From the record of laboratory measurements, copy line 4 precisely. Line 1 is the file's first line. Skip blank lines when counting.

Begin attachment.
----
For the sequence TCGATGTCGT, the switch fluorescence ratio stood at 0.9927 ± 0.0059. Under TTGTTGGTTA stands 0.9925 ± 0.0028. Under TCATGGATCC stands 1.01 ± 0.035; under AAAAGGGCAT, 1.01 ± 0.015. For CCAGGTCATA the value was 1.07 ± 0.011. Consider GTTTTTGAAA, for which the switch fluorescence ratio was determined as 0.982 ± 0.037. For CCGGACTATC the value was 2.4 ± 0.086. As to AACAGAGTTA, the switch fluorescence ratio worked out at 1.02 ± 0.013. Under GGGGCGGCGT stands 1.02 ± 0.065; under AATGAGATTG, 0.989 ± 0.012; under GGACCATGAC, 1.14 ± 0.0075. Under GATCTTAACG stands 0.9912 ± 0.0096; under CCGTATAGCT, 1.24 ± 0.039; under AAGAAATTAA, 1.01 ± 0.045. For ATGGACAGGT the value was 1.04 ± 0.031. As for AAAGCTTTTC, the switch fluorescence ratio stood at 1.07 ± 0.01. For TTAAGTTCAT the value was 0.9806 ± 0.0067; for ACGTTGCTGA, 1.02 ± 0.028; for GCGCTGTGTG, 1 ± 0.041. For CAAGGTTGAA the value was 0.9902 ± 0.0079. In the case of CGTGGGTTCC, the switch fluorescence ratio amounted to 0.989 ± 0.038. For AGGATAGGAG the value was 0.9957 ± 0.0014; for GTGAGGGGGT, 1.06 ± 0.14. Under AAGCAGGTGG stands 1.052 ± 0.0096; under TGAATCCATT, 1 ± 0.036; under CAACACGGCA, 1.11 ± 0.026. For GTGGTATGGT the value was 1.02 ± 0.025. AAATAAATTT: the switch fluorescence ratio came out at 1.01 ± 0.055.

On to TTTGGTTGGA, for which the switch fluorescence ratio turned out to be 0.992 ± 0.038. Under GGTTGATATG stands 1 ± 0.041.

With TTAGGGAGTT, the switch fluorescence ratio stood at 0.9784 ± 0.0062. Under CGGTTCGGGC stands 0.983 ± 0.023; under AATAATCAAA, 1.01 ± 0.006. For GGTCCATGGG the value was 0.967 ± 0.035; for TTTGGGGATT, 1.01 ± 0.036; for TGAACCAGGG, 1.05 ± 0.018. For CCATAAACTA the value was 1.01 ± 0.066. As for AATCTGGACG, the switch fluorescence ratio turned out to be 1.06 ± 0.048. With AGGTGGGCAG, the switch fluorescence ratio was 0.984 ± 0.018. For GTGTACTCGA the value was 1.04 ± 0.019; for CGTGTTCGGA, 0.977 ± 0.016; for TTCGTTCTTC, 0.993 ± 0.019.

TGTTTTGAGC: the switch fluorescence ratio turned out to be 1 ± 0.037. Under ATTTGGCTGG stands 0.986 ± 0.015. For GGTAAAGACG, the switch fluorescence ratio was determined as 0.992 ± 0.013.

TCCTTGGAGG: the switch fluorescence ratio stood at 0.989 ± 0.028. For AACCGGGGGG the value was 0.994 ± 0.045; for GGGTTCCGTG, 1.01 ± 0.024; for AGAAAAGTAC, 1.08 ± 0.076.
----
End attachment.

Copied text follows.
TGTTTTGAGC: the switch fluorescence ratio turned out to be 1 ± 0.037. Under ATTTGGCTGG stands 0.986 ± 0.015. For GGTAAAGACG, the switch fluorescence ratio was determined as 0.992 ± 0.013.